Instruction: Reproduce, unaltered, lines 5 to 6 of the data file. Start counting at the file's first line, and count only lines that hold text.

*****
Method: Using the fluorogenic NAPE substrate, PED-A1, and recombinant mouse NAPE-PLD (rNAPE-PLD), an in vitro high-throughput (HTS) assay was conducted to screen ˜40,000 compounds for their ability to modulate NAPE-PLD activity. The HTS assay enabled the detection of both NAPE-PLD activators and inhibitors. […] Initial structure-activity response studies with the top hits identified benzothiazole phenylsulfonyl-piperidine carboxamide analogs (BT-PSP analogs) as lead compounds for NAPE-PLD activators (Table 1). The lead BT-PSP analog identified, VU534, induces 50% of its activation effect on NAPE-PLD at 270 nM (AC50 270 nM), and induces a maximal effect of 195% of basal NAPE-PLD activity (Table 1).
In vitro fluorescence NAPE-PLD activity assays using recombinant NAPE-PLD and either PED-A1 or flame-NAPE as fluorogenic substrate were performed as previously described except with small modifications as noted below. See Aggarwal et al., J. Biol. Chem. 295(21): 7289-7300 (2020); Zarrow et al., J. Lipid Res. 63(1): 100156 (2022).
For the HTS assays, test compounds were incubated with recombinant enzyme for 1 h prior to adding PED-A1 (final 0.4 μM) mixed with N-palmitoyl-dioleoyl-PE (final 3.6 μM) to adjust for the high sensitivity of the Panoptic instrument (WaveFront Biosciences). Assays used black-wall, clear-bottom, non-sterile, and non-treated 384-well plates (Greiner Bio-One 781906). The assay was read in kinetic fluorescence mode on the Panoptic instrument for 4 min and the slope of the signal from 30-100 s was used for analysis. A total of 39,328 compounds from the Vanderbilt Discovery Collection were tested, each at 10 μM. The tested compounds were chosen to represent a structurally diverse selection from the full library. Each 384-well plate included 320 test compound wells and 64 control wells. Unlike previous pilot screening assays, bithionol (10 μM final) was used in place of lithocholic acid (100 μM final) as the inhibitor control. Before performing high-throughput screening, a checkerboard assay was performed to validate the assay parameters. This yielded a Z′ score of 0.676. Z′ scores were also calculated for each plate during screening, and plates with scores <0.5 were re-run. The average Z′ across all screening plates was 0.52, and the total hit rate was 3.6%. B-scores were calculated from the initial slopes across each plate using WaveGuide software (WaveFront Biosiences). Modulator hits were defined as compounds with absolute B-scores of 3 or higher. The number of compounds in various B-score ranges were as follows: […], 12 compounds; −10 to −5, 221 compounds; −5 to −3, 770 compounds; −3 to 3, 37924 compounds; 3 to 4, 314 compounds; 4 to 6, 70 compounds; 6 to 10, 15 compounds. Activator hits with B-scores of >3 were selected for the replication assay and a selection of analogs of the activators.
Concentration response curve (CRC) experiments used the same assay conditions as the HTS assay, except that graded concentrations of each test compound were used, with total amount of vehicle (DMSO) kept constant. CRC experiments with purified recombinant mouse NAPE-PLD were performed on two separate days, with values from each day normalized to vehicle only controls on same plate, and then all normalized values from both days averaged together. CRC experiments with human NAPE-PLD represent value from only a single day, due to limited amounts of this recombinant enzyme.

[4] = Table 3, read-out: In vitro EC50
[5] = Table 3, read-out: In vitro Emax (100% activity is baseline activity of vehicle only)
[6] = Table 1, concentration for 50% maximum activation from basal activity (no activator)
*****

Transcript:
[4] = Table 3, read-out: In vitro EC50
[5] = Table 3, read-out: In vitro Emax (100% activity is baseline activity of vehicle only)